The fluoropolymer coating composition typically comprises one or more fluoropolymers comprising repeat units derived from VF and/or VDF in an amount of at least 15, 16, 17, 18, 19, or 20 wt-% solids of the dried coating composition. The concentration of such fluoropolymers is typically no greater than about 95 wt-% solids (of the dried coating composition). In some embodiments, the coating composition comprises one or more fluoropolymers comprising repeat units derived from VF and/or VDF in an amount no greater than 90 or 85 or 80 wt-% solids of the dried coating composition. As the concentration of nanoparticles increases, the concentration of fluoropolymer decreases. In some embodiments, the amount of fluoropolymer comprising repeat units derived from VF and/or VDF is at least 25, 30, 35, 40 or 44 wt-% and typically no greater than 75, 70, or 65 wt-% of the dried coating composition.

In some embodiments, the coating composition comprises only fluoropolymer having repeat units derived from VF and/or VDF. The coating composition may comprise at least one second fluoropolymer that may comprise a lower mole-% of repeat units derived from VF and/or VDF. For example the other second fluoropolymer may comprise 1, 2, 3, 4, or 5 mole-% of repeat units derived from VF, VDF or a combination thereof, yet no greater than 14, 13, 12, 11 or 10 mole-%.

In other embodiments, the fluoropolymer(s) comprising repeat units derived from VF and/or VDF can be blended with at least one second fluoropolymer that lacks repeat units derived from VF and/or VDF. The second fluoropolymer is also typically a fluoropolymer latex. In some embodiments, the second fluoropolymer is a homopolymer or copolymer of TFE. In some embodiments, the second fluoropolymer is a copolymer of TFE and at least one non-fluorinated monomer such as a vinyl ether monomer. For example, the second fluoropolymer may be a copolymer of tetrafluoroethylene or chlorotrifluoroethylene compolymer and vinyl ether such as available from Zebon (Dalian, China) under the trade designation “ZBF500-1”,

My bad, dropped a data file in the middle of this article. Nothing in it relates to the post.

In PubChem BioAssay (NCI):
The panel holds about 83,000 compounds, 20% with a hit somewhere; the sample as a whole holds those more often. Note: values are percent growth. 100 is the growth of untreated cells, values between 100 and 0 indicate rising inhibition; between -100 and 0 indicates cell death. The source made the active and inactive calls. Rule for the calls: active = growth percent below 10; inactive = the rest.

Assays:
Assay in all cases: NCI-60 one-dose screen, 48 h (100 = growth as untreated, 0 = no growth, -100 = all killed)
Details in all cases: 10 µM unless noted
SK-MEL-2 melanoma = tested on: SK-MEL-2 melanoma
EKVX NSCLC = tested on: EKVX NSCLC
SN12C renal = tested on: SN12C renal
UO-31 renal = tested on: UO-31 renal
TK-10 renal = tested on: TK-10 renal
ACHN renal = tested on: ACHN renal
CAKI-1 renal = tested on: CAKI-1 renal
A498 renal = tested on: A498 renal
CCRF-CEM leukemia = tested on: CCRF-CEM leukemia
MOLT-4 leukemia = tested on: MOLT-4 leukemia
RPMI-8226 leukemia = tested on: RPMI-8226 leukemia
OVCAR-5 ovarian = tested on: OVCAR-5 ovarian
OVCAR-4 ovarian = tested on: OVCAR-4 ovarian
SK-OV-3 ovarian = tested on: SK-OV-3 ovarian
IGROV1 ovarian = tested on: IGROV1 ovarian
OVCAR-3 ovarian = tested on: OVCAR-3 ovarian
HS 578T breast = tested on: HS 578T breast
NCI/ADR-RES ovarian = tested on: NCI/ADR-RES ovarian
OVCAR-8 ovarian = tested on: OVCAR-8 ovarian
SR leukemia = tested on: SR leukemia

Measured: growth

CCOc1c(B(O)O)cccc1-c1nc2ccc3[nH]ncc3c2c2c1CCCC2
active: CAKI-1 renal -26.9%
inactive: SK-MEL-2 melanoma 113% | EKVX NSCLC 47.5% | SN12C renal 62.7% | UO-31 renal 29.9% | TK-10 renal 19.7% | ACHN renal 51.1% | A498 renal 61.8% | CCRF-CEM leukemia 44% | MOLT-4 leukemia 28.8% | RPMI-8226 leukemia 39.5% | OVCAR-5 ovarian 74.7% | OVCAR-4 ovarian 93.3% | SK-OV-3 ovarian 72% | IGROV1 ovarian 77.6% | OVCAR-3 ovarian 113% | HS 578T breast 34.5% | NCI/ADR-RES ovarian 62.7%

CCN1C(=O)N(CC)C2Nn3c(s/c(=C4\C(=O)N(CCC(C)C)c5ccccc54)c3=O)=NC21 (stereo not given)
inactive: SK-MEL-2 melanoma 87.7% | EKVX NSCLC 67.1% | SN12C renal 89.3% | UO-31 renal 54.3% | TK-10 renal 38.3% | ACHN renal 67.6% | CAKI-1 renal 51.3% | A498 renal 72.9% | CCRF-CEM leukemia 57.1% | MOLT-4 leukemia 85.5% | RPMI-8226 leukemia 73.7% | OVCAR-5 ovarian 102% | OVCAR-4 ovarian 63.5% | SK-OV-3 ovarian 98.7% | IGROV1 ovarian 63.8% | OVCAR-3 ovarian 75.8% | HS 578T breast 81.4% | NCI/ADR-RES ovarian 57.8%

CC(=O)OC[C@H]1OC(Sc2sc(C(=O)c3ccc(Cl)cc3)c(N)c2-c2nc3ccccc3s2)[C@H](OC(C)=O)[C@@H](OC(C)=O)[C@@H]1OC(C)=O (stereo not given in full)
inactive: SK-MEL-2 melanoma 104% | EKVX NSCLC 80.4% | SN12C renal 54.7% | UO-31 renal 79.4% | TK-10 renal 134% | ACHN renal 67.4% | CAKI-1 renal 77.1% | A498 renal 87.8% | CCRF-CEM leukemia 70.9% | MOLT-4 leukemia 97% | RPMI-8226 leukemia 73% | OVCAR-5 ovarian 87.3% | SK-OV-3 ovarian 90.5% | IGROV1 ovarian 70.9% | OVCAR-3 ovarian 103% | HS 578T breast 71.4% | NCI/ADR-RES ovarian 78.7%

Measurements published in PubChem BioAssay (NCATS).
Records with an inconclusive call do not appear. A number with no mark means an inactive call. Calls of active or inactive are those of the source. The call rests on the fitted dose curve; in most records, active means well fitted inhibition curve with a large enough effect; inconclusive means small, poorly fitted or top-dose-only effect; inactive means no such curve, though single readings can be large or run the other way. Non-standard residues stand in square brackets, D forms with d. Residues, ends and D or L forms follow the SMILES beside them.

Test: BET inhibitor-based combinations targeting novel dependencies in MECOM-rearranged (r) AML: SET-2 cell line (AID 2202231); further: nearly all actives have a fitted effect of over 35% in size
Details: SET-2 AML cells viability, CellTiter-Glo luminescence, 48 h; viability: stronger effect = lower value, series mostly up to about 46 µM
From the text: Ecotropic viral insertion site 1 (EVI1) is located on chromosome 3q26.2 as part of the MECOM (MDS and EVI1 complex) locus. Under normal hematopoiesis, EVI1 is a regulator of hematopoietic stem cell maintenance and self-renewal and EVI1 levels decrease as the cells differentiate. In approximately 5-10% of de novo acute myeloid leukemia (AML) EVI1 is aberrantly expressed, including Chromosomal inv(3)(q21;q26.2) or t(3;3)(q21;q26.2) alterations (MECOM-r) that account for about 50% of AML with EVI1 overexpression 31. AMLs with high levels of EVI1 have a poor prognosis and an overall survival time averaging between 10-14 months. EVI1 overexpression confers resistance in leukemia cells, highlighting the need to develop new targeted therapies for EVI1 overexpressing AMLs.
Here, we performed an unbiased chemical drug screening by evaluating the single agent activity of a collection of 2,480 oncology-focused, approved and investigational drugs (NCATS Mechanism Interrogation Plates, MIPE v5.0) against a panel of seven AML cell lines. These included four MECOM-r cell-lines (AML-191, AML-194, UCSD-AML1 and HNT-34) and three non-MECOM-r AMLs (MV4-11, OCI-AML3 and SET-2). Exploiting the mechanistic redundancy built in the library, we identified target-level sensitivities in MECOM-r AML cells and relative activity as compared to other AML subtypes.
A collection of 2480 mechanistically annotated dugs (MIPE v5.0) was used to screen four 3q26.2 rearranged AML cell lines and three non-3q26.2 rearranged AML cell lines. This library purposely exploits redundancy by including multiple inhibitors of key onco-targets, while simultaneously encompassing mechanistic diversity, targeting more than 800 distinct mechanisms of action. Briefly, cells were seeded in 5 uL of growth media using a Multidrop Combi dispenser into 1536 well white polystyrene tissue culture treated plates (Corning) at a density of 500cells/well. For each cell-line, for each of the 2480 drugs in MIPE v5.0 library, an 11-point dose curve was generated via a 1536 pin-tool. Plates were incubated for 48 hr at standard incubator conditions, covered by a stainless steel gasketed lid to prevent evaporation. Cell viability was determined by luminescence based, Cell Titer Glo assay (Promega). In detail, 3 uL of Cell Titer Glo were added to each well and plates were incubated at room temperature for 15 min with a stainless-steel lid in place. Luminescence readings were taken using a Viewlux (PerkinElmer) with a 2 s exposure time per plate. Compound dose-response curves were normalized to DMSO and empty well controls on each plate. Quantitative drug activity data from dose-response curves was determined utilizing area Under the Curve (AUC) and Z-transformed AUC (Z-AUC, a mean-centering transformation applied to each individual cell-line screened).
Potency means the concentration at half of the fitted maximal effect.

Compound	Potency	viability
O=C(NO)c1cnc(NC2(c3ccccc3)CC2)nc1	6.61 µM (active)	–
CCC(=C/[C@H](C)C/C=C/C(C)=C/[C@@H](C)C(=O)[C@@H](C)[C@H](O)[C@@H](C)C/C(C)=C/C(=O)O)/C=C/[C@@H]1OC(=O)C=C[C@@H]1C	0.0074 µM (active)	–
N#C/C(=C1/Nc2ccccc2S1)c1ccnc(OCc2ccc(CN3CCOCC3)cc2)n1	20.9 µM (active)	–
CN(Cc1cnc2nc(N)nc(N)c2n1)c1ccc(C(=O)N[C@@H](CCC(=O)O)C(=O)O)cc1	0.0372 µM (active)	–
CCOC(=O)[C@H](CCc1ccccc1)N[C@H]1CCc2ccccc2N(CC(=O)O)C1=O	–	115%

The fluoropolymer comprising repeat units derived from VF and/or VDF is combined with a compound that reacts with (at least a portion of the) repeat units derived from VF and/or VDF. Vinylidene fluoride or vinyl fluoride containing fluoropolymers can react with chemical species having nucleophilic groups such as —NH2, —SH, and —OH, or their conjugate bases produced by deprotonation, via dehydrofluorination and Michael addition processes or via a single electron transfer process.